5 feet to 3 inches (approx., as 10 feet is 5 9/10 inches) (same as 110/66)
In ink by George Dance at bottom left (bottom right in volume), Gd, and below in C19 hand, 67.
Signed and dated
- Undated, but probably c.1693-94
Medium and dimensions
Pen and brown ink over graphite under-drawing, with grey, blue-grey and green washes, and with brown (oxidised to brown from another colour, e.g. red?), white, blue and green gouache for the wall panels; on laid paper, laid down, with pinkish-brown staining and blotching in left-hand 80 mm (originally top); vertical tear near top of left side, 80 mm long, with early repair on back; 312 x 448
Hawksmoor, who may also have executed the gouache panels
Strasbourg Lily / 4WR (trefoils for intermediate florets of crown)
The entire drawing can be attributed to Hawksmoor, including, probably, the painted decorative panel. The most obvious difference between the technique on this elevation and on the others for the closet that are undoubtedly by Gibbons is in the pen-and-wash drawing of the relief panels. The handling of the birds and the floral and ribbon motifs is quite unlike Gibbons: the outlines are sketchily drawn in short pen strokes over quite heavy graphite under drawing, and are reinforced by coloured wash or gouache, applied as shading and outline rather than as tonal colouration. Hawksmoor's decorative detail is always sketchily drawn, with light touches of the pen; outlines are formed in short strokes which suggest rather than define the edges of ornamental details; and weight is given to the outlines by shading and under-drawing (e.g his elevation for the St Paul's choir organ of c.1694; Downes, 1988, cat. 182). The closest comparisons are with the decorative details of Hawksmoor's two elevations for the Orangery Grotto, c.1690-94 (110/16-17). These have similar loose pen lines over heavy graphite under-drawing and almost identical shading in banded washed lines. The under-drawing of the design is also typical of Hawksmoor. He used graphite extensively for the preparatory designs for Hampton Court and applied the medium more heavily than Gibbons in pen-and-wash elevations, like those for the 'Bridge and Portall by the Queen's Closett' (6/5, no. 1; 110/19). Hawksmoor's thick graphite under-drawing is visible beneath the wash and gouache in the uninked areas of foliage ornament at the left end of the cornice, and in the continuation of the graphite lines of the borders of the decorative panels across the wall surface. Gibbons's technique is lighter and more precise. He often formed the angles of his door architraves with the aid of light diagonal pencil lines (e.g. 6/6, no. 1; 110/57; and 1 and 3 above' 110/66, 65), but this techinique is not found here.A further indication of Hawksmoor's hand is in the ink colour. It is grey-brown in colour, lacking the reddish tinge of the ink on the other three drawings for the closet. Hawskmoor's inks lack this reddish tone, and in this case the grey-brown matches exactly the ink on the drawings for the Orangery Grotto. The shading of the relief ornaments is in blue-grey and green colours. The green is the same as that used for the borders of the panels and for some areas on the panels themselves. Moreover, a grey gouache seems to have been applied over the grey wash to reinforce the shading of the cove of the ceiling and the left side of the elevation. It is not impossible that Hawksmoor could himself have painted these sketchy versions of 'japanned ' lacquered panels. They are crude and amateurish in their details but have decorative flourishes in the lines of the foliage that are akin to the curvilinear lines of Hawksmoor's pen in the handling of scroll-like motifs in decorative ironwork or woodwork (e.g. 110/19).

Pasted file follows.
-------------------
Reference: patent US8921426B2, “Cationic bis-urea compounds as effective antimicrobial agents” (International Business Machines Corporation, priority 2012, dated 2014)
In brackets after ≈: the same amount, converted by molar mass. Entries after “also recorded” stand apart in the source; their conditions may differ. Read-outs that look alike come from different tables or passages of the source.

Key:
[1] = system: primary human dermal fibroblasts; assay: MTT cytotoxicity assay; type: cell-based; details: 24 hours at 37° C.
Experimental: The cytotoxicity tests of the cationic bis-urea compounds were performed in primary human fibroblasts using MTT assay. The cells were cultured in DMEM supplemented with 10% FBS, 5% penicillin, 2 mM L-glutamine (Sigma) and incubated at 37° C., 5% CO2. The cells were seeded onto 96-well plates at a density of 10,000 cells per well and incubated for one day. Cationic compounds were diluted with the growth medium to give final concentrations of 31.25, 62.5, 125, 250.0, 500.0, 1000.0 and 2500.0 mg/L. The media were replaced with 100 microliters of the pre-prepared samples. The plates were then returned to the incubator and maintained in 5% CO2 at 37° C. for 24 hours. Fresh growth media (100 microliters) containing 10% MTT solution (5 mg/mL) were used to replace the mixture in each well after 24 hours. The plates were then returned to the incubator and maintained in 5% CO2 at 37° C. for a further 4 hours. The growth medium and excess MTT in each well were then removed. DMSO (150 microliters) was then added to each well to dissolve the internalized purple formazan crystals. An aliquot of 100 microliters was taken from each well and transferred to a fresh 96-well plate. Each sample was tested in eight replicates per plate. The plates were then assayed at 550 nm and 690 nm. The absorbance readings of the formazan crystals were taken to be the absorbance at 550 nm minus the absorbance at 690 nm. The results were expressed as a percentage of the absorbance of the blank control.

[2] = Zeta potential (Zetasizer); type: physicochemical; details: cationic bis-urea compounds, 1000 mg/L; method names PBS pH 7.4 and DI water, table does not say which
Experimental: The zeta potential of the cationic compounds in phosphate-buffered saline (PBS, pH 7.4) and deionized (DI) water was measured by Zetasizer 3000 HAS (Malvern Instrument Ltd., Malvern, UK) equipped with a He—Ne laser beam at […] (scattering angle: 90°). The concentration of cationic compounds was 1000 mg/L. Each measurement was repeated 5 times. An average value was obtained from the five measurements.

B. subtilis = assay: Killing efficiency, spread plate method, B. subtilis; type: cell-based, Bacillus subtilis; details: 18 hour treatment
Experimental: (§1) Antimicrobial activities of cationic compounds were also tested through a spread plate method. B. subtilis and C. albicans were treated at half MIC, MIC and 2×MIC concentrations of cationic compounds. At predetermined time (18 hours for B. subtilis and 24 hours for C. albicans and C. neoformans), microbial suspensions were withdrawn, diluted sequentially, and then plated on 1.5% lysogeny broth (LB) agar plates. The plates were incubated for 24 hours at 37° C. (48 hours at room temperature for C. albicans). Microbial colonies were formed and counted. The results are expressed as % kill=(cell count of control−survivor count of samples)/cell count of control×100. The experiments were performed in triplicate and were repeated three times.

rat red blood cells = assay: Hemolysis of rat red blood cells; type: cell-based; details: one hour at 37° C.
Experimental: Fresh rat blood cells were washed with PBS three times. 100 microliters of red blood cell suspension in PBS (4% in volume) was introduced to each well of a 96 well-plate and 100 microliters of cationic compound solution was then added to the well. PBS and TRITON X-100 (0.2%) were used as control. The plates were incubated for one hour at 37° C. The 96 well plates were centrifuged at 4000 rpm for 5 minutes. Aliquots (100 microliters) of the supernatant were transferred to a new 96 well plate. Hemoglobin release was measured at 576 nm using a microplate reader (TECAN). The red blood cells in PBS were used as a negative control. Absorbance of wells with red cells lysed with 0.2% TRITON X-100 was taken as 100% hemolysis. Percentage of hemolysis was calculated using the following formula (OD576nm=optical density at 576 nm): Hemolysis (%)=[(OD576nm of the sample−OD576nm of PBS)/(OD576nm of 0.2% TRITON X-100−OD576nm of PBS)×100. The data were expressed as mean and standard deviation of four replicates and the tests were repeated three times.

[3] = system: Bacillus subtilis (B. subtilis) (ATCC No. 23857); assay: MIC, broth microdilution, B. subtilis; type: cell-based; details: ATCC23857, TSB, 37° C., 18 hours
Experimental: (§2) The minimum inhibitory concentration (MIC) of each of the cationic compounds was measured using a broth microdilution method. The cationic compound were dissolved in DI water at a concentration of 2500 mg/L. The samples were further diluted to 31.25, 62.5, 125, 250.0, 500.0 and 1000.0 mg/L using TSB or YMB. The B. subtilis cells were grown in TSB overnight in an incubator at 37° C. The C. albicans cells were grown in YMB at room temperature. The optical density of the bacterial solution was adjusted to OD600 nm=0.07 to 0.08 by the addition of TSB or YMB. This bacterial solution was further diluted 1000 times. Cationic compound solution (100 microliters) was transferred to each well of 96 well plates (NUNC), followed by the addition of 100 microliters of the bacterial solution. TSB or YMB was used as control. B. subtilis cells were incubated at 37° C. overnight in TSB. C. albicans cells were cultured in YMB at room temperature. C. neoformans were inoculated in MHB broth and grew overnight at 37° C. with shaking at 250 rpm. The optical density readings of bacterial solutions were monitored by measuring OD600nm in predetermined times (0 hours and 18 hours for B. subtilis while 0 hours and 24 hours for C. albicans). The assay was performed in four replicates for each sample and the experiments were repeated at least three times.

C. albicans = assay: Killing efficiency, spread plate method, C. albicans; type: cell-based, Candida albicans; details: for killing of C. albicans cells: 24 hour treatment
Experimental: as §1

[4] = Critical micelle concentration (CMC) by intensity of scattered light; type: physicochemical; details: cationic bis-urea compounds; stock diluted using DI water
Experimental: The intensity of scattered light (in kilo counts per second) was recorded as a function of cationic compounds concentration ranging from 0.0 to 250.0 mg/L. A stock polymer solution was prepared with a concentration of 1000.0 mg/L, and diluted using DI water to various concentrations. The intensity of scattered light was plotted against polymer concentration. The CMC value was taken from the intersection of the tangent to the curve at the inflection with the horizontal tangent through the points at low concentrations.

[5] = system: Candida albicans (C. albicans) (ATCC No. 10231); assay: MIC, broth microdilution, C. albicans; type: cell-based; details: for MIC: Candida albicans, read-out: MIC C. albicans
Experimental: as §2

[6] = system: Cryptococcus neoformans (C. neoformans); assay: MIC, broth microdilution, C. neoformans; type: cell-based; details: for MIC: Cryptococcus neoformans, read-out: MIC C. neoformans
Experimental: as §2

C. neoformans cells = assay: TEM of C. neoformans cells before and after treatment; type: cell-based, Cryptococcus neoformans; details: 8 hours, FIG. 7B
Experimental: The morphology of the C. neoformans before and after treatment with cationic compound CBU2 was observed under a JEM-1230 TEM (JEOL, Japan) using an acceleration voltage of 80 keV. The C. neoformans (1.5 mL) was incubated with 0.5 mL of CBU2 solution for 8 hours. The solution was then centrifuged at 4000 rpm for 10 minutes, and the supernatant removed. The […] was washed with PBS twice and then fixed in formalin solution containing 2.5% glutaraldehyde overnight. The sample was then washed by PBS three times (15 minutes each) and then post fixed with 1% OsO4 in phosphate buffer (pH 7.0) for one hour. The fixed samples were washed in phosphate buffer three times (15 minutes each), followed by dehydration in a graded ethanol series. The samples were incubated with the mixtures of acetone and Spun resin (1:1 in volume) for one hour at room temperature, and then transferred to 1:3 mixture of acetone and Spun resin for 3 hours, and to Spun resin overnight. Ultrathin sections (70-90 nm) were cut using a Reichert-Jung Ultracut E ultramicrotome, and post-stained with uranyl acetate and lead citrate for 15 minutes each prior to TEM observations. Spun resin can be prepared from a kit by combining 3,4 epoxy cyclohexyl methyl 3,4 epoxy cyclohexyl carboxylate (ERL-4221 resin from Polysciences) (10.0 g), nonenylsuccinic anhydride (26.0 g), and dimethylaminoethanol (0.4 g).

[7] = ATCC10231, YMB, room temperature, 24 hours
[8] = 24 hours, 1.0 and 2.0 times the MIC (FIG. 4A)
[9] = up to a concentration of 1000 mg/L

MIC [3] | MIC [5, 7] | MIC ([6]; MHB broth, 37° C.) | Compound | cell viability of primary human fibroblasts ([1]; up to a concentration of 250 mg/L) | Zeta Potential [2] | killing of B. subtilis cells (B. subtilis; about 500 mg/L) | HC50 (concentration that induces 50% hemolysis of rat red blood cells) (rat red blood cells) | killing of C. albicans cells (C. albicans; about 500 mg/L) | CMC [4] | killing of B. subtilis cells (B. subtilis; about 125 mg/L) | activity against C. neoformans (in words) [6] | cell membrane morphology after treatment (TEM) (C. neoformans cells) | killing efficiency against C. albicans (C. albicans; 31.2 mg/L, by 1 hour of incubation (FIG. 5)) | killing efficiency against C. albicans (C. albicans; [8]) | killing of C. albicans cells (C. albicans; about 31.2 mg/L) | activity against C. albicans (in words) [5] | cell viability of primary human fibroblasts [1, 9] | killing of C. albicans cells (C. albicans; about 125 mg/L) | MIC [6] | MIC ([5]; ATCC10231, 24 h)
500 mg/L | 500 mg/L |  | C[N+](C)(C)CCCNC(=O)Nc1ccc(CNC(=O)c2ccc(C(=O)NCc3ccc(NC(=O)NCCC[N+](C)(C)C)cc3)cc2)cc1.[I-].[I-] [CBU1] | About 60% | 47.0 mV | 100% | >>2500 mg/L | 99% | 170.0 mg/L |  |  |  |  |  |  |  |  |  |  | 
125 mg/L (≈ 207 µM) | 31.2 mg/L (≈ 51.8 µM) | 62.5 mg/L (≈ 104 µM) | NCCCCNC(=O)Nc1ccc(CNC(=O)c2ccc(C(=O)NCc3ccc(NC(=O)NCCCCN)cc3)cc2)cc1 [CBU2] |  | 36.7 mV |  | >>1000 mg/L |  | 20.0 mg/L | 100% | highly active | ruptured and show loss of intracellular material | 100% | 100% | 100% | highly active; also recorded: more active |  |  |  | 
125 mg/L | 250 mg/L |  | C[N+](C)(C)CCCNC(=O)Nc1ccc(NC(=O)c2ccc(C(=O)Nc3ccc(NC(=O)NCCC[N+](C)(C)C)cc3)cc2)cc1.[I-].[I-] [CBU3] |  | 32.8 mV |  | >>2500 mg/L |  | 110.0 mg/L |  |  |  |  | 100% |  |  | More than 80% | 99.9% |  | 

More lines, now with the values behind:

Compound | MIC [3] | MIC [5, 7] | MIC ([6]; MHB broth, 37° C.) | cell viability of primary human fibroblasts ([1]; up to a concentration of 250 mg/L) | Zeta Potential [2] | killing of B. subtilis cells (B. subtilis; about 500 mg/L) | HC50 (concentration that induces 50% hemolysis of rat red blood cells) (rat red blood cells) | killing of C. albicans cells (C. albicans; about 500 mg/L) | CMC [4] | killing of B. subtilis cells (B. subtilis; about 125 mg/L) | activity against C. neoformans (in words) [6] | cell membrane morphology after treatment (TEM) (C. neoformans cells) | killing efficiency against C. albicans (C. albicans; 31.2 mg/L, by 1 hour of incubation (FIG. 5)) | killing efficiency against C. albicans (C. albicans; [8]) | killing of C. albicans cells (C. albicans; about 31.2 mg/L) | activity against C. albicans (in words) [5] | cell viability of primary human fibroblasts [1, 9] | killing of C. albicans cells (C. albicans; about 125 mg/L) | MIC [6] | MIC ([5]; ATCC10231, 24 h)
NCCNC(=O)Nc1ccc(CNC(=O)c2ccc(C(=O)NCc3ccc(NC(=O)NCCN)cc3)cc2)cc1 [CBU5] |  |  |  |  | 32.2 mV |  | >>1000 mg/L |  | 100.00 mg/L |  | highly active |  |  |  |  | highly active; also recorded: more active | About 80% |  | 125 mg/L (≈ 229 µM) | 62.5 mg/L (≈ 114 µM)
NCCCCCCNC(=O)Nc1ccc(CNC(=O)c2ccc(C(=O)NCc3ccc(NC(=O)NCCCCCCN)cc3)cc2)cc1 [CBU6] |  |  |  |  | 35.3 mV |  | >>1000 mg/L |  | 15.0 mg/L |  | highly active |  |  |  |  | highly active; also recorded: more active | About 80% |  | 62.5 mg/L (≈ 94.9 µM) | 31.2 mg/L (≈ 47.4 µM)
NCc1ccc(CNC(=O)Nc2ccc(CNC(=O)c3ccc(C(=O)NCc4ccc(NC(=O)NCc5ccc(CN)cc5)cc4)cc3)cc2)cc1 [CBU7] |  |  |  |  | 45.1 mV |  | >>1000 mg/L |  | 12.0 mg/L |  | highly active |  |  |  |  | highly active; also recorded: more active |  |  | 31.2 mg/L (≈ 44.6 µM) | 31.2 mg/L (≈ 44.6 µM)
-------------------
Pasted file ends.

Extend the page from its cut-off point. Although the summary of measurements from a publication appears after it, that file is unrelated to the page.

Wren Society, IV, pl. 46, top
Digitisation of the Drawings Collection has been made possible through the generosity of the Leon Levy Foundation